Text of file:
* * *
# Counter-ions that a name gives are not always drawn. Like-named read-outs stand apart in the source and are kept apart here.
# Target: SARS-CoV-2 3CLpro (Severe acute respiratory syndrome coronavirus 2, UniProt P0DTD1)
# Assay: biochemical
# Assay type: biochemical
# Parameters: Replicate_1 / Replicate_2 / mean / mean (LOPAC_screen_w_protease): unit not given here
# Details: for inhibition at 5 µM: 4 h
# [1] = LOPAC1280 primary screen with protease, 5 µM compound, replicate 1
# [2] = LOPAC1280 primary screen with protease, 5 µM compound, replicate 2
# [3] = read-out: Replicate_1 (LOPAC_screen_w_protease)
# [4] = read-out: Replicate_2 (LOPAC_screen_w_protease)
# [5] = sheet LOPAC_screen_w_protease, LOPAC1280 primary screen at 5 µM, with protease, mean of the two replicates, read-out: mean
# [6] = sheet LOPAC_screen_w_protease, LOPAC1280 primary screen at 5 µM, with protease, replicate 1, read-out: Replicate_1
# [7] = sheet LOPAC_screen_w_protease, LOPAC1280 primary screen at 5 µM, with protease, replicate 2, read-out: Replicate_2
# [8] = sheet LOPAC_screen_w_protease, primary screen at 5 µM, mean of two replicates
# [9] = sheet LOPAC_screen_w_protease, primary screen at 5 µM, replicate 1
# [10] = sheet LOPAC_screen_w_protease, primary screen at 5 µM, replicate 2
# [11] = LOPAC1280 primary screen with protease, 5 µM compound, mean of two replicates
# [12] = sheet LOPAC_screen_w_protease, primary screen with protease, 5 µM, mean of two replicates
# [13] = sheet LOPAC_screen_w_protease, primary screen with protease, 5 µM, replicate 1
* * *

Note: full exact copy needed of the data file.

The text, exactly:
# Counter-ions that a name gives are not always drawn. Like-named read-outs stand apart in the source and are kept apart here.
# Target: SARS-CoV-2 3CLpro (Severe acute respiratory syndrome coronavirus 2, UniProt P0DTD1)
# Assay: biochemical
# Assay type: biochemical
# Parameters: Replicate_1 / Replicate_2 / mean / mean (LOPAC_screen_w_protease): unit not given here
# Details: for inhibition at 5 µM: 4 h
# [1] = LOPAC1280 primary screen with protease, 5 µM compound, replicate 1
# [2] = LOPAC1280 primary screen with protease, 5 µM compound, replicate 2
# [3] = read-out: Replicate_1 (LOPAC_screen_w_protease)
# [4] = read-out: Replicate_2 (LOPAC_screen_w_protease)
# [5] = sheet LOPAC_screen_w_protease, LOPAC1280 primary screen at 5 µM, with protease, mean of the two replicates, read-out: mean
# [6] = sheet LOPAC_screen_w_protease, LOPAC1280 primary screen at 5 µM, with protease, replicate 1, read-out: Replicate_1
# [7] = sheet LOPAC_screen_w_protease, LOPAC1280 primary screen at 5 µM, with protease, replicate 2, read-out: Replicate_2
# [8] = sheet LOPAC_screen_w_protease, primary screen at 5 µM, mean of two replicates
# [9] = sheet LOPAC_screen_w_protease, primary screen at 5 µM, replicate 1
# [10] = sheet LOPAC_screen_w_protease, primary screen at 5 µM, replicate 2
# [11] = LOPAC1280 primary screen with protease, 5 µM compound, mean of two replicates
# [12] = sheet LOPAC_screen_w_protease, primary screen with protease, 5 µM, mean of two replicates
# [13] = sheet LOPAC_screen_w_protease, primary screen with protease, 5 µM, replicate 1